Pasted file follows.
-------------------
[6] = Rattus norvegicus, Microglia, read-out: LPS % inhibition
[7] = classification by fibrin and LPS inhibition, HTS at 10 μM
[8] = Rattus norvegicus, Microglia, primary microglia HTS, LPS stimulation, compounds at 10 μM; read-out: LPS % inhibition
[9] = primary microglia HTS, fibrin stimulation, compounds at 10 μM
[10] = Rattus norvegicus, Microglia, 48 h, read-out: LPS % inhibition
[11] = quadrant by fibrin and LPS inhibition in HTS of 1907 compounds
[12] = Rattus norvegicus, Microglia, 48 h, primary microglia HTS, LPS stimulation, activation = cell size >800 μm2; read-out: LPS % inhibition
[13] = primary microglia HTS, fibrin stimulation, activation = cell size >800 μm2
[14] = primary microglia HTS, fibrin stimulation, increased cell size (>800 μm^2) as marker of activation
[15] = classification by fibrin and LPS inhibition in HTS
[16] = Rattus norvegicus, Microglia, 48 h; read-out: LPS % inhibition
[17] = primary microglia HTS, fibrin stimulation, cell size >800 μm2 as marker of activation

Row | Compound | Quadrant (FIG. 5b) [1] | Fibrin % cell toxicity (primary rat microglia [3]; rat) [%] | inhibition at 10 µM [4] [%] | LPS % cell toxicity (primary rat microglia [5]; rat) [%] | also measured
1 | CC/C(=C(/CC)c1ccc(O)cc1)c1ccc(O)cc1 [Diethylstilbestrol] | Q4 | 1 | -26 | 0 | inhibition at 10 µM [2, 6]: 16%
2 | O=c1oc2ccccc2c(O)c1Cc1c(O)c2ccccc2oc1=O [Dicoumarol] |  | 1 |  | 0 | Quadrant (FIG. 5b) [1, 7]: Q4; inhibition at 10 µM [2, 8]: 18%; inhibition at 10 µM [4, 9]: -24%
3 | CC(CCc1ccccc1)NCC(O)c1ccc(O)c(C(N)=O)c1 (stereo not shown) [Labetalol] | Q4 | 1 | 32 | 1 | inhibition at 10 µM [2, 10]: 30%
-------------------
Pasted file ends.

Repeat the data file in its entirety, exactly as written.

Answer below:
[6] = Rattus norvegicus, Microglia, read-out: LPS % inhibition
[7] = classification by fibrin and LPS inhibition, HTS at 10 μM
[8] = Rattus norvegicus, Microglia, primary microglia HTS, LPS stimulation, compounds at 10 μM; read-out: LPS % inhibition
[9] = primary microglia HTS, fibrin stimulation, compounds at 10 μM
[10] = Rattus norvegicus, Microglia, 48 h, read-out: LPS % inhibition
[11] = quadrant by fibrin and LPS inhibition in HTS of 1907 compounds
[12] = Rattus norvegicus, Microglia, 48 h, primary microglia HTS, LPS stimulation, activation = cell size >800 μm2; read-out: LPS % inhibition
[13] = primary microglia HTS, fibrin stimulation, activation = cell size >800 μm2
[14] = primary microglia HTS, fibrin stimulation, increased cell size (>800 μm^2) as marker of activation
[15] = classification by fibrin and LPS inhibition in HTS
[16] = Rattus norvegicus, Microglia, 48 h; read-out: LPS % inhibition
[17] = primary microglia HTS, fibrin stimulation, cell size >800 μm2 as marker of activation

Row | Compound | Quadrant (FIG. 5b) [1] | Fibrin % cell toxicity (primary rat microglia [3]; rat) [%] | inhibition at 10 µM [4] [%] | LPS % cell toxicity (primary rat microglia [5]; rat) [%] | also measured
1 | CC/C(=C(/CC)c1ccc(O)cc1)c1ccc(O)cc1 [Diethylstilbestrol] | Q4 | 1 | -26 | 0 | inhibition at 10 µM [2, 6]: 16%
2 | O=c1oc2ccccc2c(O)c1Cc1c(O)c2ccccc2oc1=O [Dicoumarol] |  | 1 |  | 0 | Quadrant (FIG. 5b) [1, 7]: Q4; inhibition at 10 µM [2, 8]: 18%; inhibition at 10 µM [4, 9]: -24%
3 | CC(CCc1ccccc1)NCC(O)c1ccc(O)c(C(N)=O)c1 (stereo not shown) [Labetalol] | Q4 | 1 | 32 | 1 | inhibition at 10 µM [2, 10]: 30%